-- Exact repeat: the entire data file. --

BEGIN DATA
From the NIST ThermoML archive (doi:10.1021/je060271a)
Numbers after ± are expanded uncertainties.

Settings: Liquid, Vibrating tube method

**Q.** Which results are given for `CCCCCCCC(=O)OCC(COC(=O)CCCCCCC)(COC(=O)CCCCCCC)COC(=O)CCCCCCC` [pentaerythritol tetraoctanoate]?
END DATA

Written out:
From the NIST ThermoML archive (doi:10.1021/je060271a)
Numbers after ± are expanded uncertainties.

Settings: Liquid, Vibrating tube method

**Q.** Which results are given for `CCCCCCCC(=O)OCC(COC(=O)CCCCCCC)(COC(=O)CCCCCCC)COC(=O)CCCCCCC` [pentaerythritol tetraoctanoate]?